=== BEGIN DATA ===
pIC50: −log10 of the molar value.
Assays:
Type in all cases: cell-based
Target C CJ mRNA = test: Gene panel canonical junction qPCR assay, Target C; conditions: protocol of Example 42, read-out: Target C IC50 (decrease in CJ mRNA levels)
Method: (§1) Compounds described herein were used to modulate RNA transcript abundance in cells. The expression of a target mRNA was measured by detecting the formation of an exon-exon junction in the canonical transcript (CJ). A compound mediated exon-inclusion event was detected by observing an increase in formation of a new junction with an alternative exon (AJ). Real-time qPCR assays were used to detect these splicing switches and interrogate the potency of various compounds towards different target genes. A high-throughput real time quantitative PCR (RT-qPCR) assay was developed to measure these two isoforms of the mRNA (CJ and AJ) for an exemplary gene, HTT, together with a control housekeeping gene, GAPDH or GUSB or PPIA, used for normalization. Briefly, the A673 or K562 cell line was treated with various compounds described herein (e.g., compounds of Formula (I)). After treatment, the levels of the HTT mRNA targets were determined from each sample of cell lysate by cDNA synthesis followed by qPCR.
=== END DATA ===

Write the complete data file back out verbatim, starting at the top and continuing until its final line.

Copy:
pIC50: −log10 of the molar value.
Assays:
Type in all cases: cell-based
Target C CJ mRNA = test: Gene panel canonical junction qPCR assay, Target C; conditions: protocol of Example 42, read-out: Target C IC50 (decrease in CJ mRNA levels)
Method: (§1) Compounds described herein were used to modulate RNA transcript abundance in cells. The expression of a target mRNA was measured by detecting the formation of an exon-exon junction in the canonical transcript (CJ). A compound mediated exon-inclusion event was detected by observing an increase in formation of a new junction with an alternative exon (AJ). Real-time qPCR assays were used to detect these splicing switches and interrogate the potency of various compounds towards different target genes. A high-throughput real time quantitative PCR (RT-qPCR) assay was developed to measure these two isoforms of the mRNA (CJ and AJ) for an exemplary gene, HTT, together with a control housekeeping gene, GAPDH or GUSB or PPIA, used for normalization. Briefly, the A673 or K562 cell line was treated with various compounds described herein (e.g., compounds of Formula (I)). After treatment, the levels of the HTT mRNA targets were determined from each sample of cell lysate by cDNA synthesis followed by qPCR.